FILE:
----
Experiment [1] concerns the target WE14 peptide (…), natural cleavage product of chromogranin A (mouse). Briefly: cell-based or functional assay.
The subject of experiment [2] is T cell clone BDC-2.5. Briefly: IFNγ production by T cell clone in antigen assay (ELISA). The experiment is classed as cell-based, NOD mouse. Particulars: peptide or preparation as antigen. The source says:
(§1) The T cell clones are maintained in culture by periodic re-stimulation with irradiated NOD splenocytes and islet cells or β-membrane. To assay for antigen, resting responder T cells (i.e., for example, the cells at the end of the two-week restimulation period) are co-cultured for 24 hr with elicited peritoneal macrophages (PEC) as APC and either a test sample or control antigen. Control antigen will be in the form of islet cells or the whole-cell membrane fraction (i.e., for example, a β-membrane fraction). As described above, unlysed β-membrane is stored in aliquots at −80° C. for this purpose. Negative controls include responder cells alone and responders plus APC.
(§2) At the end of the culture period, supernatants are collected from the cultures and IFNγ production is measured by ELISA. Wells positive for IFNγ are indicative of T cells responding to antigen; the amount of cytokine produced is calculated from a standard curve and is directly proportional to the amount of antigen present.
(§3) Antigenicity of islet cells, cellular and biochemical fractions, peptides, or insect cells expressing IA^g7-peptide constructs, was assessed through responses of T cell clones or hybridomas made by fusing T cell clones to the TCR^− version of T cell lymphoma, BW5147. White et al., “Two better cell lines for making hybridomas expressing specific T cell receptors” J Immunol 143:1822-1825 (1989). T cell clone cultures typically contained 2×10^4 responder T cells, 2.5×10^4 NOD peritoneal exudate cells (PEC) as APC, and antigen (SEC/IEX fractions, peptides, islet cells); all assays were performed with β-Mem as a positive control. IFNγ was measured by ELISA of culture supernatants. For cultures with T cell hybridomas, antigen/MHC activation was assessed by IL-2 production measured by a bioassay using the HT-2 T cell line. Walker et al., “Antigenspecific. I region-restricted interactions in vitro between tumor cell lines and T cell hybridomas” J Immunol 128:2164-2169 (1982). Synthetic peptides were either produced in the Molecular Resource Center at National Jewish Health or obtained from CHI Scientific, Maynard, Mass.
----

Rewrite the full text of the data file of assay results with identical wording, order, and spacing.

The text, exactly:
Experiment [1] concerns the target WE14 peptide (…), natural cleavage product of chromogranin A (mouse). Briefly: cell-based or functional assay.
The subject of experiment [2] is T cell clone BDC-2.5. Briefly: IFNγ production by T cell clone in antigen assay (ELISA). The experiment is classed as cell-based, NOD mouse. Particulars: peptide or preparation as antigen. The source says:
(§1) The T cell clones are maintained in culture by periodic re-stimulation with irradiated NOD splenocytes and islet cells or β-membrane. To assay for antigen, resting responder T cells (i.e., for example, the cells at the end of the two-week restimulation period) are co-cultured for 24 hr with elicited peritoneal macrophages (PEC) as APC and either a test sample or control antigen. Control antigen will be in the form of islet cells or the whole-cell membrane fraction (i.e., for example, a β-membrane fraction). As described above, unlysed β-membrane is stored in aliquots at −80° C. for this purpose. Negative controls include responder cells alone and responders plus APC.
(§2) At the end of the culture period, supernatants are collected from the cultures and IFNγ production is measured by ELISA. Wells positive for IFNγ are indicative of T cells responding to antigen; the amount of cytokine produced is calculated from a standard curve and is directly proportional to the amount of antigen present.
(§3) Antigenicity of islet cells, cellular and biochemical fractions, peptides, or insect cells expressing IA^g7-peptide constructs, was assessed through responses of T cell clones or hybridomas made by fusing T cell clones to the TCR^− version of T cell lymphoma, BW5147. White et al., “Two better cell lines for making hybridomas expressing specific T cell receptors” J Immunol 143:1822-1825 (1989). T cell clone cultures typically contained 2×10^4 responder T cells, 2.5×10^4 NOD peritoneal exudate cells (PEC) as APC, and antigen (SEC/IEX fractions, peptides, islet cells); all assays were performed with β-Mem as a positive control. IFNγ was measured by ELISA of culture supernatants. For cultures with T cell hybridomas, antigen/MHC activation was assessed by IL-2 production measured by a bioassay using the HT-2 T cell line. Walker et al., “Antigenspecific. I region-restricted interactions in vitro between tumor cell lines and T cell hybridomas” J Immunol 128:2164-2169 (1982). Synthetic peptides were either produced in the Molecular Resource Center at National Jewish Health or obtained from CHI Scientific, Maynard, Mass.